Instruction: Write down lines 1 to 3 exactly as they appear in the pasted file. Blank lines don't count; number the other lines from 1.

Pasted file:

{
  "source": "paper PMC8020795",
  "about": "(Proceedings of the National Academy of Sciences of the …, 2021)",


{
  "source": "paper PMC8020795",
  "about": "(Proceedings of the National Academy of Sciences of the …, 2021)",